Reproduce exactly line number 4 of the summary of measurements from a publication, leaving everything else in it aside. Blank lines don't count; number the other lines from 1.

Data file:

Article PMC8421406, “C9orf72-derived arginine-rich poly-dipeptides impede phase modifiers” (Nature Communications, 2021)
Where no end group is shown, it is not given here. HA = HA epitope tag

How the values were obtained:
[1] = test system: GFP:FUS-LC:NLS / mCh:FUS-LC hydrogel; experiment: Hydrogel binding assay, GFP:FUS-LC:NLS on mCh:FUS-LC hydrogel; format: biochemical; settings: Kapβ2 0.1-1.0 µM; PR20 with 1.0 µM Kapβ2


[1] = test system: GFP:FUS-LC:NLS / mCh:FUS-LC hydrogel; experiment: Hydrogel binding assay, GFP:FUS-LC:NLS on mCh:FUS-LC hydrogel; format: biochemical; settings: Kapβ2 0.1-1.0 µM; PR20 with 1.0 µM Kapβ2